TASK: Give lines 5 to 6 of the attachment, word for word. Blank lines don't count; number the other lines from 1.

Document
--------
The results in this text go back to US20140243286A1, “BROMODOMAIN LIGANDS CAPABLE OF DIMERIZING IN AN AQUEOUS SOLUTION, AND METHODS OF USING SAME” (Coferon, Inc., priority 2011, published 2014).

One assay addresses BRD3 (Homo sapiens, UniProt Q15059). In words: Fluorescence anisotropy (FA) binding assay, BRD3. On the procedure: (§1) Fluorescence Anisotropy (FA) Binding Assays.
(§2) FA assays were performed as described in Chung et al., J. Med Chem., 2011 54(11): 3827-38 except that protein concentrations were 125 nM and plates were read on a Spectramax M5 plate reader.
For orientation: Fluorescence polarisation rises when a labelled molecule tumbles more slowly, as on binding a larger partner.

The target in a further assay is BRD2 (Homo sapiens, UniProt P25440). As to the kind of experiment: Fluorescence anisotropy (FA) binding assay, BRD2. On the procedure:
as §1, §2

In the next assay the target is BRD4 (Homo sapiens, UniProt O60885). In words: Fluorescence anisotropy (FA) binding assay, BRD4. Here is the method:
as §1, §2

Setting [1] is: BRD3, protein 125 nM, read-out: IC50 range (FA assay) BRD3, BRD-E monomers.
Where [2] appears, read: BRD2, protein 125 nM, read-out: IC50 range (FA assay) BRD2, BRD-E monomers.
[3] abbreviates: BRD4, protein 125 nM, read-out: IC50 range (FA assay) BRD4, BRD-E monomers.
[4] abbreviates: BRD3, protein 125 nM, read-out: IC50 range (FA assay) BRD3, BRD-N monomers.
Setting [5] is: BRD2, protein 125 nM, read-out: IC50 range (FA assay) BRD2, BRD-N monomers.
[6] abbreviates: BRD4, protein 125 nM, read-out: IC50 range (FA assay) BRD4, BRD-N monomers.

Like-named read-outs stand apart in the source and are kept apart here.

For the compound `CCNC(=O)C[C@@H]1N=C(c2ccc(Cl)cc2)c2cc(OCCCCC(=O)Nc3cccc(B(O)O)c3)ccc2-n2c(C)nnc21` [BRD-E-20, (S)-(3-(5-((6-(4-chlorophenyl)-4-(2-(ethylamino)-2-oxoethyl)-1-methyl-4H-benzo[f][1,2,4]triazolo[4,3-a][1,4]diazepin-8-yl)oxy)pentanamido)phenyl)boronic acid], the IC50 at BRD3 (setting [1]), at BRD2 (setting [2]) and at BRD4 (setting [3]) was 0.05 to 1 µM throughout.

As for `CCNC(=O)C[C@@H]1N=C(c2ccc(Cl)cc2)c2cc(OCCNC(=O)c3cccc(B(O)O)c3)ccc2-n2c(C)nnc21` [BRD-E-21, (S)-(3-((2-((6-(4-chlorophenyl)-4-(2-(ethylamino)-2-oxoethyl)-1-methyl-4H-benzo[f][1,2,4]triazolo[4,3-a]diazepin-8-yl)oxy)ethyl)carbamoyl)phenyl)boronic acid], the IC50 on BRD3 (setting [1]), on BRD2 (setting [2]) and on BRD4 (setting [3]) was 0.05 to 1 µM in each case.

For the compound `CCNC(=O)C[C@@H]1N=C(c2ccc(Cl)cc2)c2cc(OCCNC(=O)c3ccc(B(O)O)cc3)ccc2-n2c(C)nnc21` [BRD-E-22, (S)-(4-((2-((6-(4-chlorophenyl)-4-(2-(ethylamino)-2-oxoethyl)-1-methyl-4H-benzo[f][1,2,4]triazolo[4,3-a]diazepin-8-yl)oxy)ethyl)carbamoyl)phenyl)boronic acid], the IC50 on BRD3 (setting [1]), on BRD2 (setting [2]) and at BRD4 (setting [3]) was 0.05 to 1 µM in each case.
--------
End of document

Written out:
The target in a further assay is BRD2 (Homo sapiens, UniProt P25440). As to the kind of experiment: Fluorescence anisotropy (FA) binding assay, BRD2. On the procedure:
as §1, §2